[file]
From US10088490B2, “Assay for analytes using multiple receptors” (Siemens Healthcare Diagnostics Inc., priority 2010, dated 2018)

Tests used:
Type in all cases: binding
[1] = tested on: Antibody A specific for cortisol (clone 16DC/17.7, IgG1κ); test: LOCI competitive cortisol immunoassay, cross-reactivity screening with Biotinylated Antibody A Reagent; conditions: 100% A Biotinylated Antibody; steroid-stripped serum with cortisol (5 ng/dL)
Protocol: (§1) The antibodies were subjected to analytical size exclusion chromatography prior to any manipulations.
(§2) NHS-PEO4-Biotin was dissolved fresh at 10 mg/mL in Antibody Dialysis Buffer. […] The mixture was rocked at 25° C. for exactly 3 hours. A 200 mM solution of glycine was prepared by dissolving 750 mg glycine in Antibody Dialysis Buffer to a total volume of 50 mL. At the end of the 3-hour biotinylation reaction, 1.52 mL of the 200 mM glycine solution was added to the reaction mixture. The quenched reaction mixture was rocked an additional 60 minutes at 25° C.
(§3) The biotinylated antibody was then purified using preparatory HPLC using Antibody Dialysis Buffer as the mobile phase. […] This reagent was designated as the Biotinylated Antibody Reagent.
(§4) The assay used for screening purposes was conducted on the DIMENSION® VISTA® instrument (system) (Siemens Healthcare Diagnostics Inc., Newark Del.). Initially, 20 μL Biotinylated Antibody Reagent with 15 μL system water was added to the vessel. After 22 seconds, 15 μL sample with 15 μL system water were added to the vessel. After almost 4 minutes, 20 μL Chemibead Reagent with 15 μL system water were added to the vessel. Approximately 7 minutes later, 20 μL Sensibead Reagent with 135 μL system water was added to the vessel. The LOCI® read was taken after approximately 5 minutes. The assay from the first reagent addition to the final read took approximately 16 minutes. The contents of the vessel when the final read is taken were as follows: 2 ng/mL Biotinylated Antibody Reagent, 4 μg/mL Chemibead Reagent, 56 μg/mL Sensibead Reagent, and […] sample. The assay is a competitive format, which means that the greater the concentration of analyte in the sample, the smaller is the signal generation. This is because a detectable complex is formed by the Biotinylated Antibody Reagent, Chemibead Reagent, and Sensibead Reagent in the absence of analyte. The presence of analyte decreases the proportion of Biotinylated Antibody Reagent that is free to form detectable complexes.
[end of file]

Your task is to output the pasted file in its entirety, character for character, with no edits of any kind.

From US10088490B2, “Assay for analytes using multiple receptors” (Siemens Healthcare Diagnostics Inc., priority 2010, dated 2018)

Tests used:
Type in all cases: binding
[1] = tested on: Antibody A specific for cortisol (clone 16DC/17.7, IgG1κ); test: LOCI competitive cortisol immunoassay, cross-reactivity screening with Biotinylated Antibody A Reagent; conditions: 100% A Biotinylated Antibody; steroid-stripped serum with cortisol (5 ng/dL)
Protocol: (§1) The antibodies were subjected to analytical size exclusion chromatography prior to any manipulations.
(§2) NHS-PEO4-Biotin was dissolved fresh at 10 mg/mL in Antibody Dialysis Buffer. […] The mixture was rocked at 25° C. for exactly 3 hours. A 200 mM solution of glycine was prepared by dissolving 750 mg glycine in Antibody Dialysis Buffer to a total volume of 50 mL. At the end of the 3-hour biotinylation reaction, 1.52 mL of the 200 mM glycine solution was added to the reaction mixture. The quenched reaction mixture was rocked an additional 60 minutes at 25° C.
(§3) The biotinylated antibody was then purified using preparatory HPLC using Antibody Dialysis Buffer as the mobile phase. […] This reagent was designated as the Biotinylated Antibody Reagent.
(§4) The assay used for screening purposes was conducted on the DIMENSION® VISTA® instrument (system) (Siemens Healthcare Diagnostics Inc., Newark Del.). Initially, 20 μL Biotinylated Antibody Reagent with 15 μL system water was added to the vessel. After 22 seconds, 15 μL sample with 15 μL system water were added to the vessel. After almost 4 minutes, 20 μL Chemibead Reagent with 15 μL system water were added to the vessel. Approximately 7 minutes later, 20 μL Sensibead Reagent with 135 μL system water was added to the vessel. The LOCI® read was taken after approximately 5 minutes. The assay from the first reagent addition to the final read took approximately 16 minutes. The contents of the vessel when the final read is taken were as follows: 2 ng/mL Biotinylated Antibody Reagent, 4 μg/mL Chemibead Reagent, 56 μg/mL Sensibead Reagent, and […] sample. The assay is a competitive format, which means that the greater the concentration of analyte in the sample, the smaller is the signal generation. This is because a detectable complex is formed by the Biotinylated Antibody Reagent, Chemibead Reagent, and Sensibead Reagent in the absence of analyte. The presence of analyte decreases the proportion of Biotinylated Antibody Reagent that is free to form detectable complexes.